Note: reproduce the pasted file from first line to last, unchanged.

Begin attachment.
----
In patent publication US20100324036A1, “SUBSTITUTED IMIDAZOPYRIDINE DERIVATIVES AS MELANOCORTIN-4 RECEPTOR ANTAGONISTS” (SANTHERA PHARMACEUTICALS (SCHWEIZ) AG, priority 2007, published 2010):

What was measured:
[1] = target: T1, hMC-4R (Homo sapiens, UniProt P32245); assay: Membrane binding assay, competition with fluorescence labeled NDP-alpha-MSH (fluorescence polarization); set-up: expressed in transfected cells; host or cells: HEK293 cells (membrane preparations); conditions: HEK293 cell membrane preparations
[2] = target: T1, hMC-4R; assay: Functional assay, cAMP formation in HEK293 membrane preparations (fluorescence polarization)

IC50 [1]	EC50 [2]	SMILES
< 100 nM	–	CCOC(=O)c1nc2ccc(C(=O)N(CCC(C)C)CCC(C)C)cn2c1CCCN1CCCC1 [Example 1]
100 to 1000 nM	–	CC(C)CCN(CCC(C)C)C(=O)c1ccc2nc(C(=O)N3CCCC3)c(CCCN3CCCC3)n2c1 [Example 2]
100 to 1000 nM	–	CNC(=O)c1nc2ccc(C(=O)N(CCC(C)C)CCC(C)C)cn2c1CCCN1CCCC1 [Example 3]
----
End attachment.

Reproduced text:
In patent publication US20100324036A1, “SUBSTITUTED IMIDAZOPYRIDINE DERIVATIVES AS MELANOCORTIN-4 RECEPTOR ANTAGONISTS” (SANTHERA PHARMACEUTICALS (SCHWEIZ) AG, priority 2007, published 2010):

What was measured:
[1] = target: T1, hMC-4R (Homo sapiens, UniProt P32245); assay: Membrane binding assay, competition with fluorescence labeled NDP-alpha-MSH (fluorescence polarization); set-up: expressed in transfected cells; host or cells: HEK293 cells (membrane preparations); conditions: HEK293 cell membrane preparations
[2] = target: T1, hMC-4R; assay: Functional assay, cAMP formation in HEK293 membrane preparations (fluorescence polarization)

IC50 [1]	EC50 [2]	SMILES
< 100 nM	–	CCOC(=O)c1nc2ccc(C(=O)N(CCC(C)C)CCC(C)C)cn2c1CCCN1CCCC1 [Example 1]
100 to 1000 nM	–	CC(C)CCN(CCC(C)C)C(=O)c1ccc2nc(C(=O)N3CCCC3)c(CCCN3CCCC3)n2c1 [Example 2]
100 to 1000 nM	–	CNC(=O)c1nc2ccc(C(=O)N(CCC(C)C)CCC(C)C)cn2c1CCCN1CCCC1 [Example 3]